Secular society protects minorities

I am Christian therefore I fight for the minority rights

There is nothing more irksome than someone misrepresenting me.  I totally disagree with Russel Whittaker.  In his letter to the editor to the Lethbridge Herald on June 9 he blamed non-Christian immigrants who caused the Supreme Court of Canada to ban the recitation Lord’s Prayer in public schools and city halls in Canada. He demanded that such non-Christian immigrants should go back to where they came from.  His view of claiming a majority rights of Christians does not represent me at all.  I am a committed Christian too, but I vigorously defend the rights of minority to remain different and to be comfortable among us.  My Christian conviction dictates that a civilised democratic country respects the rights of the minority and the vulnerable: such a country needs to be secular.

My father was a Methodist Minister during the WW II in Japan.  He often did not come home after Sundays for a few days.  Until recently I did not know that he spent those times interrogated about  his sermons by “Tokko Keisatsu” – the Special Police Force like German Gestapo .   He was pressured to confess and declare the divinity of the emperor.  He refused. The divinity of the Commander-in-Chief, the emperor, was the basis of the absolute power the military wielded.  Some ministers of religion were beaten to death during interrogation.  Dad died soon after the end of the war at the age of fifty from the stress he suffered.  This is the reason why Japanese Christians today are fierce advocates of the secular state: no official observance of any religion in public.

Orthodox Churches in Egypt, Iraq, Palestine, and Syria are ancient churches probably founded by the original Apostles.  Today they are in minority surrounded by Muslims and  are sometimes  persecuted.  In extreme cases, they are brutally killed as we observed recently in Lybia, Iraq, and Syria by extremists.  This is why they advocate for secular states: no observance of any religion in public life.  In Israel and Palestine, the minority Arab Orthodox Christians have been leaving the region in droves because of being minority among Jewish and Muslims majority.  As the result, there are more Christian Palestinians living in Canada than in Jerusalem today.  Some of them are descendants of the original Christians claiming the origine of their tradition to the Pentecost.  I know one of them.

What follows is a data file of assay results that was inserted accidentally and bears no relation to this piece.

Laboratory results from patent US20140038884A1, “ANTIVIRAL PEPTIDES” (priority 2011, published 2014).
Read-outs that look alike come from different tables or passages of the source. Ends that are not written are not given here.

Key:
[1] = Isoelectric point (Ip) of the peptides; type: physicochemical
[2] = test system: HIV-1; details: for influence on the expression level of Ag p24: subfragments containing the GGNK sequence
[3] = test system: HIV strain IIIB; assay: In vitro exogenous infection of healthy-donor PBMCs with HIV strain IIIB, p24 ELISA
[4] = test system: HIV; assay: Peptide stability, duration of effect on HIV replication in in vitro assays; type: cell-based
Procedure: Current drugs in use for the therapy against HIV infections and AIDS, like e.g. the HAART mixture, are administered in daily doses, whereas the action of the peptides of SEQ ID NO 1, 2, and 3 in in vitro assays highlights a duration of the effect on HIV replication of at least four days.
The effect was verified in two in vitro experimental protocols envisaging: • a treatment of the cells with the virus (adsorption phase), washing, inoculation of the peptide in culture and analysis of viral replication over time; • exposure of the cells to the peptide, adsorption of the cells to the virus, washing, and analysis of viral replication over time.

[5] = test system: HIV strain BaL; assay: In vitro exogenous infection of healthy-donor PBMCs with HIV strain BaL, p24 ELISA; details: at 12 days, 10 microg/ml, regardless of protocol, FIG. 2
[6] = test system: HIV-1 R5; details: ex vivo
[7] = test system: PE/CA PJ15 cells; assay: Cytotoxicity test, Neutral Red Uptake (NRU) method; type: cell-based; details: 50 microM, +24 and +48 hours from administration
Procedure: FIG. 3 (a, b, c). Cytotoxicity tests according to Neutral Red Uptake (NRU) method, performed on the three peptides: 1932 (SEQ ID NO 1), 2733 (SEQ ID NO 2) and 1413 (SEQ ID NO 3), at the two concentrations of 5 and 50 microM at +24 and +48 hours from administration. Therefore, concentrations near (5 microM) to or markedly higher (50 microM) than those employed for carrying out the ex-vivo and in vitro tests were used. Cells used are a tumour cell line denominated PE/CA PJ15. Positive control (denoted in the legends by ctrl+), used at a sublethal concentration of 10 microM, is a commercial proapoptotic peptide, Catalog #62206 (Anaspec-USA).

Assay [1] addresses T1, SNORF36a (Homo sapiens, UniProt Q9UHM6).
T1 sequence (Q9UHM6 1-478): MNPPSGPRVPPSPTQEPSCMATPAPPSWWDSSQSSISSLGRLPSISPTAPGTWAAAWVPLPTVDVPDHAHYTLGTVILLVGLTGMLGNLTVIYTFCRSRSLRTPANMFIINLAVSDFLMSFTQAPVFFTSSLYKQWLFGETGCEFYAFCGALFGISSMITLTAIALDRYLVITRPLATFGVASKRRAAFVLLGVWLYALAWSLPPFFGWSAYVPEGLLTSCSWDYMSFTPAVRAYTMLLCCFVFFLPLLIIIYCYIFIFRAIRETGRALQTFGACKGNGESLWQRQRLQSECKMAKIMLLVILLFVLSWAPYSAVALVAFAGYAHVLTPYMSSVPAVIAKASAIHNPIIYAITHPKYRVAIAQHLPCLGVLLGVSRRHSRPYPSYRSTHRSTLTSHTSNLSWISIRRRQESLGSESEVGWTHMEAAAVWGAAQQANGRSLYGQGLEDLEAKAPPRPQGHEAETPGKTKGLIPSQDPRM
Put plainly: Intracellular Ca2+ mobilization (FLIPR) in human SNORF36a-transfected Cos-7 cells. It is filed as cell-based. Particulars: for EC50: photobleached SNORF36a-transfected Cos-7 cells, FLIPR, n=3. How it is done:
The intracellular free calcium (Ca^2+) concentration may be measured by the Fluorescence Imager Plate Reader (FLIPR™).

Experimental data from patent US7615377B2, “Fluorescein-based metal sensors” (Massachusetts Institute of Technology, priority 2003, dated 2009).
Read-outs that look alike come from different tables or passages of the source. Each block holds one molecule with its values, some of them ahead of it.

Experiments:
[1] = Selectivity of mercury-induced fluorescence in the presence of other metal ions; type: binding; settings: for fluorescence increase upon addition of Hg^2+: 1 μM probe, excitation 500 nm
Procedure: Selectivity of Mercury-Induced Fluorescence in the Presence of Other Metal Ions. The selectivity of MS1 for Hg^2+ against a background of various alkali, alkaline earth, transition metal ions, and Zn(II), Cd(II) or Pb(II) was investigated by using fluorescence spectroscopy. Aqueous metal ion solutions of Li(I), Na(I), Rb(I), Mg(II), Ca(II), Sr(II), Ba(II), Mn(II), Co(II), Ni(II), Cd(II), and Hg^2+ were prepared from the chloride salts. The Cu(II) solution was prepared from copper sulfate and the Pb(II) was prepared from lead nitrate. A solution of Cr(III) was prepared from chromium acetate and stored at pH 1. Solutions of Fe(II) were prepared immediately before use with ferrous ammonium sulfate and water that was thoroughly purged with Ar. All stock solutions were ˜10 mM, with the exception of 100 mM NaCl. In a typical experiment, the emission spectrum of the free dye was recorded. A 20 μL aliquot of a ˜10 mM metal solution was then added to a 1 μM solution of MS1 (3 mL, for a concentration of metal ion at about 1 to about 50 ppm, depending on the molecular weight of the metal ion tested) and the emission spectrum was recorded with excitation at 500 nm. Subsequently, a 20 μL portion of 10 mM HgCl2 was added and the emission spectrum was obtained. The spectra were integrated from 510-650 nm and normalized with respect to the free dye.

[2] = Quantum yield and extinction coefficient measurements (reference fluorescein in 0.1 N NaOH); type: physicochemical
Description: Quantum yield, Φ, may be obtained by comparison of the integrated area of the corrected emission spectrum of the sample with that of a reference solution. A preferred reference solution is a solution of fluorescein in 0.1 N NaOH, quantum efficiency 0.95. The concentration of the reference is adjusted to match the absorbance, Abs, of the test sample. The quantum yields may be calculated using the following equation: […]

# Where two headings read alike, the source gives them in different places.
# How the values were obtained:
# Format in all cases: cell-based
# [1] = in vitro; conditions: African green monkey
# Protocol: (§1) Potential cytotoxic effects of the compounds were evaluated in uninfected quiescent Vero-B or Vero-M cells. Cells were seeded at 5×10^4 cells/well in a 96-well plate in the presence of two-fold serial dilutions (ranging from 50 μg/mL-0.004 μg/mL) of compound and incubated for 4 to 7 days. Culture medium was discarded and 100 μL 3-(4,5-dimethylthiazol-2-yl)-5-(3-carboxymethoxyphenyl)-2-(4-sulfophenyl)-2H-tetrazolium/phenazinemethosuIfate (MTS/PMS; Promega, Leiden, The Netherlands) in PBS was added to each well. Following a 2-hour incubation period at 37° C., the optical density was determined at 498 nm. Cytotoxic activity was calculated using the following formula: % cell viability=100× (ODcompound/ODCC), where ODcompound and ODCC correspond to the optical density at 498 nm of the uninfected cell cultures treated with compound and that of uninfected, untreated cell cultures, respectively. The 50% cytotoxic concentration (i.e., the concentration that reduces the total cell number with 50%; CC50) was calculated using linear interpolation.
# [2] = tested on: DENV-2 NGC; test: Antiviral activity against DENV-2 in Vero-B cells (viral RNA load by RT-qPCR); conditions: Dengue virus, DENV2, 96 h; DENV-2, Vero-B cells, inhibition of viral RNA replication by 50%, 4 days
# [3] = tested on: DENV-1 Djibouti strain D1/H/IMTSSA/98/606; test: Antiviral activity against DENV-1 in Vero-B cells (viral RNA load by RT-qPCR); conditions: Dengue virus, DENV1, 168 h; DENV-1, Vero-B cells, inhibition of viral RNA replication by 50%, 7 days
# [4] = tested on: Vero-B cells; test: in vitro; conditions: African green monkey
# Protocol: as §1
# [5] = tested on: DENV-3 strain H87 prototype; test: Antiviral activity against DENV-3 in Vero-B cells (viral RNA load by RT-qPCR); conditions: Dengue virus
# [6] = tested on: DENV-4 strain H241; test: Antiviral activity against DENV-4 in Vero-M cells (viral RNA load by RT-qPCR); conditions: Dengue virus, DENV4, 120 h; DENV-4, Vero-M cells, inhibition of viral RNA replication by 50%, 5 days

To me, the essence of the Gospel is inclusiveness, tolerance, and universal love.  Unfortunately some of us who called ourselves Christians do not live up to that standard, and mis-take dominance and exclusion as faithfulness.  Have we not learn anything from the barbarous and tragic history of “Indian Residential School?”*

*  (Footnote) On June 9, 2015, the report of the Truth and  Reconciliation Commission which heard the experiences of the thousands of former students of so-called Indian Residential Schools was published.  Canadian government’s policy was to kill all identities, cultural, societal, and religious traditions of the Canadian First nations by rounding up all the children from the indigenous communities and forced them to live in the residential schools, where use of their native language, any practice of their spiritual customs and culture were prohibited.  The implementation of this policy lasted nearly a century. That created destruction of their society resulted in the wide-spread dysfunctional communities with crimes, abuse of alcohol and drugs. The chair of the commission termed this policy as “Cultural Genocide.”

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